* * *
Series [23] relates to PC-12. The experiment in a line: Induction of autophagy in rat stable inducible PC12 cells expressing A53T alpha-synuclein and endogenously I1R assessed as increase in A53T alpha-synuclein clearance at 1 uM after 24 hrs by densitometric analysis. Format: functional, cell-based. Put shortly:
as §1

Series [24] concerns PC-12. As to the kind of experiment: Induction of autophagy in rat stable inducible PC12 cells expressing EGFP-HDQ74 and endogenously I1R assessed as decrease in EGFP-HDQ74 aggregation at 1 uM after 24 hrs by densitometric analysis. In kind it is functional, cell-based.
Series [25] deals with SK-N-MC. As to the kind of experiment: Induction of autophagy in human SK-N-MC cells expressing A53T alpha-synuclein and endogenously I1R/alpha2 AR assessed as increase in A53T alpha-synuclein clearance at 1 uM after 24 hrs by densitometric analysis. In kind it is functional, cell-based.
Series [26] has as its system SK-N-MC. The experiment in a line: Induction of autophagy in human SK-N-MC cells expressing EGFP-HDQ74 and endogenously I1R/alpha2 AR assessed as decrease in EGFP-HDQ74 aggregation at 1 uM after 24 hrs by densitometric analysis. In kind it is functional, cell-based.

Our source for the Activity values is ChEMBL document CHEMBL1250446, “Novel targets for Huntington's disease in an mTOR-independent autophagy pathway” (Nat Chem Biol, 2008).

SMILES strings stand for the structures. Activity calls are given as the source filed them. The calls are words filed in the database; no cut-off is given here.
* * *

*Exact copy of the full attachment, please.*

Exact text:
Series [23] relates to PC-12. The experiment in a line: Induction of autophagy in rat stable inducible PC12 cells expressing A53T alpha-synuclein and endogenously I1R assessed as increase in A53T alpha-synuclein clearance at 1 uM after 24 hrs by densitometric analysis. Format: functional, cell-based. Put shortly:
as §1

Series [24] concerns PC-12. As to the kind of experiment: Induction of autophagy in rat stable inducible PC12 cells expressing EGFP-HDQ74 and endogenously I1R assessed as decrease in EGFP-HDQ74 aggregation at 1 uM after 24 hrs by densitometric analysis. In kind it is functional, cell-based.
Series [25] deals with SK-N-MC. As to the kind of experiment: Induction of autophagy in human SK-N-MC cells expressing A53T alpha-synuclein and endogenously I1R/alpha2 AR assessed as increase in A53T alpha-synuclein clearance at 1 uM after 24 hrs by densitometric analysis. In kind it is functional, cell-based.
Series [26] has as its system SK-N-MC. The experiment in a line: Induction of autophagy in human SK-N-MC cells expressing EGFP-HDQ74 and endogenously I1R/alpha2 AR assessed as decrease in EGFP-HDQ74 aggregation at 1 uM after 24 hrs by densitometric analysis. In kind it is functional, cell-based.

Our source for the Activity values is ChEMBL document CHEMBL1250446, “Novel targets for Huntington's disease in an mTOR-independent autophagy pathway” (Nat Chem Biol, 2008).

SMILES strings stand for the structures. Activity calls are given as the source filed them. The calls are words filed in the database; no cut-off is given here.